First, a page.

Tuesday, February 3, 2009

Settlement issues

I often hear the assertion Israel's West Bank settlements are illegal, and I expected to be able to find a clear statute, treaty or some such which the existence of the settlements unquestionably contravenes. However, after several days of research, and with the full understanding I am not a lawyer (nor do I play one on TV), while I still feel the weight of the arguments supports the claim the settlements are illegal, I am forced to concede there is more murkiness surrounding the issues than I expected.

What isn't murky is there will be no lasting peace in the region until those settlements are removed, and Israel's prospects for future security necessitate removing them.

For decades now most parties have agreed a "two-state" approach is the only one which can be successful, and for a separate Palestinian state to be feasible Israel would have to cede control of the West Bank to a new, independent, Palestinian nation. Despite this general acknowledgment, however, the number of Israeli settlers in West Bank territories has continued to grow, from 110,000 in the early 1990's to nearly 300,000 today ... without counting East Jerusalem (which I see as a separate issue).

Not surprisingly, Palestinians view this continuing influx of settlers as tantamount to explicit sabotage of any peace negotiations. The logic is not hard to follow - if all parties agree peace requires a separate Palestinian state, and that state will be founded in the West Bank, yet Israel continues to actively claim more land in the West Bank, Israel must not seriously desire peace.

A number of Israelis have suggested any serious effort to forcibly remove the settlements might well lead to an Israeli civil war, which is not a pleasant prospect. It is, however, a threat which Israel has to stop tap-dancing around and confront the issue. Making a clear, large, concerted effort to remove the settlements would do more to promote peace and security in the region than any number of bombs dropped in Lebanon or Gaza.

The vast majority of Israeli settlers are themselves religious extremists, who hold the entire country hostage to their demands that Arabs be evicted from the "Promised land". Moderate Israeli's, by-and-large, seem fed up and exasperated with them, yet little is done to rein them in. Until Israel gets serious about dealing with its own extremists, why should they expect Palestinians to be serious about dealing with theirs?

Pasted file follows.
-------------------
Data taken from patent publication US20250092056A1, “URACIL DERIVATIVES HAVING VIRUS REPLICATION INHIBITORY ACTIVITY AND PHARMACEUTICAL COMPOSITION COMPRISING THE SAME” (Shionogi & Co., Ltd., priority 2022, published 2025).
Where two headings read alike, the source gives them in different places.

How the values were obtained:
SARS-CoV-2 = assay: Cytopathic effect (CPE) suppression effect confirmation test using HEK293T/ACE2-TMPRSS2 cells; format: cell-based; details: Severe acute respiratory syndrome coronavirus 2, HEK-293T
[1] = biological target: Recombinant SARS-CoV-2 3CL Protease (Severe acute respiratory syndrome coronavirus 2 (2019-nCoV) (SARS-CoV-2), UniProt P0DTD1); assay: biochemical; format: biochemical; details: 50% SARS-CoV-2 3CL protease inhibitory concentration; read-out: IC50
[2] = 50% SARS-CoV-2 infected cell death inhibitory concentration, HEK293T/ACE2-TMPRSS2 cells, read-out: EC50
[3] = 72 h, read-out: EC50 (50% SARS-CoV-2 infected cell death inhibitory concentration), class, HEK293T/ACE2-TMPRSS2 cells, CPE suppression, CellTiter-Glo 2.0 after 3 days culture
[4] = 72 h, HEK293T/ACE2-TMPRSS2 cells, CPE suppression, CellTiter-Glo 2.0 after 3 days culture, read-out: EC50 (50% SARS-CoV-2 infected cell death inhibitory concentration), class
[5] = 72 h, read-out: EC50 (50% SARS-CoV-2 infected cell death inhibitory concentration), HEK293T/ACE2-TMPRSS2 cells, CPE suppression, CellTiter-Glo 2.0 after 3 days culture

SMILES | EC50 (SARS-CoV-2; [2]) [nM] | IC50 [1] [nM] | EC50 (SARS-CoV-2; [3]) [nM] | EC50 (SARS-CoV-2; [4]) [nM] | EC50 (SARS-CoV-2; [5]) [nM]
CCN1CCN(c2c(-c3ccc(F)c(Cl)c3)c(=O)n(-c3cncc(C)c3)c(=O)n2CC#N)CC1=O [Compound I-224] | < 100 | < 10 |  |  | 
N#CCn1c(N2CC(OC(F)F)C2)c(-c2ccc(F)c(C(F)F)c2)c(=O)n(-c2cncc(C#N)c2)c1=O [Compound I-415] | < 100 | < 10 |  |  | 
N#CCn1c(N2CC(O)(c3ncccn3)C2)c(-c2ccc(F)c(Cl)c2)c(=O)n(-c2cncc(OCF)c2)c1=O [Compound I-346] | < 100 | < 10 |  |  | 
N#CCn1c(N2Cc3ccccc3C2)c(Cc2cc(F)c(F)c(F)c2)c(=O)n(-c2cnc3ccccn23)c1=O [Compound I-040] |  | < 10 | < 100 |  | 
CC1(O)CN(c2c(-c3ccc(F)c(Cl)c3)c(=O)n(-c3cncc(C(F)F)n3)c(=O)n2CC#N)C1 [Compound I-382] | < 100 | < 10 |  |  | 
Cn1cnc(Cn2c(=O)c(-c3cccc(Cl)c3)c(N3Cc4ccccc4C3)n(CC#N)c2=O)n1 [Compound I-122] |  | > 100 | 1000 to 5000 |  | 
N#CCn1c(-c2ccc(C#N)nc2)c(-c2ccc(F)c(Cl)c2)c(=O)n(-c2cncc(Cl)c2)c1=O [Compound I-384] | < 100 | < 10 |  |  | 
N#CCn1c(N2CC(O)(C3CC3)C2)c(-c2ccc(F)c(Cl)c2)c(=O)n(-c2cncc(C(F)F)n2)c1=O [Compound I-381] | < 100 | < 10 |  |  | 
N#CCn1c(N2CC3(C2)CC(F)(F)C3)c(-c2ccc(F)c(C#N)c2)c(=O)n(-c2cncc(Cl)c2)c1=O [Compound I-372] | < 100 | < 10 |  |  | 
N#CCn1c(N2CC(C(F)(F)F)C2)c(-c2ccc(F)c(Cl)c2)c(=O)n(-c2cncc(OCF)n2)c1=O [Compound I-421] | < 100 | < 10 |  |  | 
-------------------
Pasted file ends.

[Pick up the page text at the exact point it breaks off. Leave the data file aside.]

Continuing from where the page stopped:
Framer said...


You were right with your original opinion.

Israel pulled all of its settlers out of the Gaza region, and what were the results of that? Did it increase goodwill? Did it move any peace process further. It resulted in more power for Hamas and more shelling from the undefended territory.

The assumption that there is actually a framework for two states side-by-side is also false. Hamas makes no secret about its plans, 'Israel will exist and will continue to exist until Islam will obliterate it, just as it obliterated others before it.'

There are no easy solutions, but to place every ounce of blame on Israel for everything that happens is simply blindness. Glad to see you consistently acknowledge that fact.

Sirocco said...

Hamas is not the only representative of Palestinians. One could make a case that, in addition to frustration at the corruption of the prior government, frustration at the lack of progress toward a two-state solution was the second major contributing factor in Hamas winning the election.

The number of Israeli settlers in Gaza was a drop in the bucket compared to the number in the West Bank, and the situation had been deteriorating a long time before Israel moved to pull those settlers out.

Framer said...


Hamas is the elected representatives of the Palestinians, so they are indeed the face of the people.

Again, there is no two state solution as far as the Palestinians are concerned, there never has been, nor is there likely ever to be. That is entirely a Western conceit.

If you have evidence to the contrary, I could be pursueded otherwise.

In actuality, however, "Palestine" as a land is just an imaginary construct anyway (at least if you don't consider Israel legitimate, and are consistent.) It would be just as correct to have the land reabsorbed by Jordan on one side and Egypt on the other, but Jordan and Egypt want nothing to do with them.

Framer said...


I don't know if you noticed this, but it is pretty interesting considering this discussion:

Gaza War Leads to Drop in Palestinian Support for Hamas